Tagged: Barker Code

DSSS Deep Dive

1 Mbps DSSS

To achieve the 1 Mbps throughput with DSSS, each bit of a data was encoded into a sequence of 11 bits. This is called the Barker 11 Code. In the Barker code, a 0 data bit is always represented as (10110111000) and a 1 data bit is represented as (01001000111). With these 11 bit chips, up to 9 of the bits can be lost before the original data bit cannot be restored. To transmit each chip Differential Binary Phase Shift Keying (DBPSK) modulation is used. Binary being the key word in that scheme since 1 or 0 gives us two options. With DBPSK the carrier signal is shifted or rotated depending on the bit. A 0 bit would result in no change to the carrier signal, and 1 bit would rotate or shift the signal 180 so that it was suddenly upside down. DSSS always uses a chipping rate of 11 million chips per second, so when each symbol (original bit) contains 11 chips, we get a transmitted data rate of 1 Mbps.

2 Mbps DSSS

To double our initial throughput we keep the original 11 bit Barker code but instead of this time we modulate the symbols using Differential Quadrature Phase Shift Keying (DQPSK). Quadrature (4) being the key word in this scheme. With DQPSK two chips are modulated at a time, and since we have 2 binary bits that gives us 4 possible options:

  • 00 – The phase is not changed
  • 01 – The phase is rotated 90 degrees
  • 11 – The phase is rotated 180 degrees
  • 10 – The phase is rotated 270 degrees

Since the data bits are modulated in pairs we are able to transmit twice as much data in the same amount of time compared to DBPSK, which gives DQPSK twice the throughput with 2 Mbps.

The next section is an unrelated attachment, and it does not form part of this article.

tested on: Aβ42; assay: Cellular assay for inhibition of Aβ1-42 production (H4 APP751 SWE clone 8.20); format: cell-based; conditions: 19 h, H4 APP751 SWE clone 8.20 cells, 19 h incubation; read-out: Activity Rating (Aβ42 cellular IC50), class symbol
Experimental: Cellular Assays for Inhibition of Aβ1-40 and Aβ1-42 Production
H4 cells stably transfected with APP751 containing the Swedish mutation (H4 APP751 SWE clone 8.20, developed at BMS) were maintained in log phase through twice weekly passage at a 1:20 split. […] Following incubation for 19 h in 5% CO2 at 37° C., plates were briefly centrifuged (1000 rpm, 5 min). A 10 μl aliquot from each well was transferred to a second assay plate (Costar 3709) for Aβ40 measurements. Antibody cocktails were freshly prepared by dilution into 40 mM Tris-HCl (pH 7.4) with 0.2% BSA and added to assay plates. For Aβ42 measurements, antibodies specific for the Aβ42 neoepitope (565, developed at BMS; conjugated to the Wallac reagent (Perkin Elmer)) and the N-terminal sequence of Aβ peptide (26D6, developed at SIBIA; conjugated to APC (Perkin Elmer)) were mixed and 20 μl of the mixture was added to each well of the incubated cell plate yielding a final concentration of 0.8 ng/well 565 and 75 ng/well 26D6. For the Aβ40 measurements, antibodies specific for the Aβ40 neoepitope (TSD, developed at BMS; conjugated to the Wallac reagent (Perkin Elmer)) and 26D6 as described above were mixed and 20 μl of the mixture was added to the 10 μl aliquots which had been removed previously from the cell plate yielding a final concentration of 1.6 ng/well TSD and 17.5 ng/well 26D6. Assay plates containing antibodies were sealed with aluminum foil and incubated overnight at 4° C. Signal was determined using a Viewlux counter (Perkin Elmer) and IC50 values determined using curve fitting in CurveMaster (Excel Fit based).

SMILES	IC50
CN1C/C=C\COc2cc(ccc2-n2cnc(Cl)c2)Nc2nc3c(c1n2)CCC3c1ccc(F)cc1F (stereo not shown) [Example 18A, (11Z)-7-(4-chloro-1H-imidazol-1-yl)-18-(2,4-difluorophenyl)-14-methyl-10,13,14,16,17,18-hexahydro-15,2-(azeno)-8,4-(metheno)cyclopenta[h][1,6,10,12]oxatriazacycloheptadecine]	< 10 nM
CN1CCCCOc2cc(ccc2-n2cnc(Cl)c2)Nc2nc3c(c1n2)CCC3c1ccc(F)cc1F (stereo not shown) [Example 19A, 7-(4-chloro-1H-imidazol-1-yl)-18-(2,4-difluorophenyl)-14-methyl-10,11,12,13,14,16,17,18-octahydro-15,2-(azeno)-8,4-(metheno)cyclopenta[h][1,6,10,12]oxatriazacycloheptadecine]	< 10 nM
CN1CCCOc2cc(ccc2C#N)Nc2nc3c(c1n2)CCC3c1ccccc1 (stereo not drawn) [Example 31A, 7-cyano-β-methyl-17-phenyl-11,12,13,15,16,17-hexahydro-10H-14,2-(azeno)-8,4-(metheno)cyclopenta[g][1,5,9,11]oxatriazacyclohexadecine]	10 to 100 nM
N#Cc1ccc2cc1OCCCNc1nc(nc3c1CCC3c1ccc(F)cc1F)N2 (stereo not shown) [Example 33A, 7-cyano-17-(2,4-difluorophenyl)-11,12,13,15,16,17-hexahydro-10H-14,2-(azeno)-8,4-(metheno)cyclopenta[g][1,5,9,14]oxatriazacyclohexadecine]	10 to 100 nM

As we briefly mentioned in our initial modulation post, IEEE 802.11-1997 was the first standard. It included FHSS and DSSS using either DBPSK or DQPSK in the 2.4 GHz band. The 802.11-1997 standard only supported Barker coding for the maximum throughput of 2 Mbps.

5.5 Mbps DSSS

To increase our throughput Complementary Code Keying (CCK) was introduced to replace the Barker code. CCK takes 4 bits of original data at a time to create a unique 6 chip symbol. After the original bit is encoded 2 more chips are added to the symbol to indicate the phase orientation per DQPSK, making a total symbol of 8 chips. So Barker coding gave us a 1:11 coding ratio CCK gives us a 4:8. Given the steady chipping rate of 11 MHz with DSSS and each symbol containing 8 chips, we get a symbol rate of 1.375 MHz (11 MHz / 8). Since each symbol is based on 4 original data bits we get an effective data rate of 5.5 Mbps (1.375 MHz * 4).

11 Mbps DSSS

By making an adjustment to the encoder, we can take 8 original data bits to create the 8 chip symbols. By doubling the the amount of original data in the chip we double the throughput rate. Since we’re still using 8 chip symbols and the constant 11 MHz chipping rate we still have a symbol rateĀ  of 1.375 MHz, but with 8 data bits in each symbol we can now reach 11 Mbps (1.375 MHz * 8). Increasing the number of data bits in symbol means we lose some of the resiliency to recover information. While we’ve increased throughput we are more sensitive interference and therefore require a stronger and less-noisy signal.


IEEE 802.11b was introduced in 1999 and standardize the use of CCK supporting a maximum throughput of 11 Mbps. Since 802.11b was based on DSSS and the 2.4 GHz band it was also backwards compatible with the original standard and devices could select their speed by simple changing the modulation or coding schemes.